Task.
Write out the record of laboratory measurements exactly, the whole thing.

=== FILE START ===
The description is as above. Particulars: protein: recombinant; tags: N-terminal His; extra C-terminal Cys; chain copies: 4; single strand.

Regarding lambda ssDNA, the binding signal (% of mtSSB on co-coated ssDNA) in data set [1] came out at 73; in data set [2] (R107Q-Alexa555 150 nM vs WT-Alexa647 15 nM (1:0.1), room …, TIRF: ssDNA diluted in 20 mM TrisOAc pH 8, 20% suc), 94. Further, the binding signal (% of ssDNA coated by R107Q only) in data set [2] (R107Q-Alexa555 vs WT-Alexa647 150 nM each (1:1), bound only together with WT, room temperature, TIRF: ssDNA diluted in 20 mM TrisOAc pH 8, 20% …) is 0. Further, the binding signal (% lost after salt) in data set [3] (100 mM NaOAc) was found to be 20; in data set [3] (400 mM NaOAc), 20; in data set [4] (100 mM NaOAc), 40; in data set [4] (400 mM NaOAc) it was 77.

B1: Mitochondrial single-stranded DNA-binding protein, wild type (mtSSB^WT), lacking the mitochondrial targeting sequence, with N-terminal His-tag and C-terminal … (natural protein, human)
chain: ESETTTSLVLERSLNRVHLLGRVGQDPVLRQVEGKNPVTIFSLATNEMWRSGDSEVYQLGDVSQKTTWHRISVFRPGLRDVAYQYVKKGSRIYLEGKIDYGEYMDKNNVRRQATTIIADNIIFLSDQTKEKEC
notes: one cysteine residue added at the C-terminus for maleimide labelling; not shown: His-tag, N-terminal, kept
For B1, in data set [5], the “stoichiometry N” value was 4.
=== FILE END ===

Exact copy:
The description is as above. Particulars: protein: recombinant; tags: N-terminal His; extra C-terminal Cys; chain copies: 4; single strand.

Regarding lambda ssDNA, the binding signal (% of mtSSB on co-coated ssDNA) in data set [1] came out at 73; in data set [2] (R107Q-Alexa555 150 nM vs WT-Alexa647 15 nM (1:0.1), room …, TIRF: ssDNA diluted in 20 mM TrisOAc pH 8, 20% suc), 94. Further, the binding signal (% of ssDNA coated by R107Q only) in data set [2] (R107Q-Alexa555 vs WT-Alexa647 150 nM each (1:1), bound only together with WT, room temperature, TIRF: ssDNA diluted in 20 mM TrisOAc pH 8, 20% …) is 0. Further, the binding signal (% lost after salt) in data set [3] (100 mM NaOAc) was found to be 20; in data set [3] (400 mM NaOAc), 20; in data set [4] (100 mM NaOAc), 40; in data set [4] (400 mM NaOAc) it was 77.

B1: Mitochondrial single-stranded DNA-binding protein, wild type (mtSSB^WT), lacking the mitochondrial targeting sequence, with N-terminal His-tag and C-terminal … (natural protein, human)
chain: ESETTTSLVLERSLNRVHLLGRVGQDPVLRQVEGKNPVTIFSLATNEMWRSGDSEVYQLGDVSQKTTWHRISVFRPGLRDVAYQYVKKGSRIYLEGKIDYGEYMDKNNVRRQATTIIADNIIFLSDQTKEKEC
notes: one cysteine residue added at the C-terminus for maleimide labelling; not shown: His-tag, N-terminal, kept
For B1, in data set [5], the “stoichiometry N” value was 4.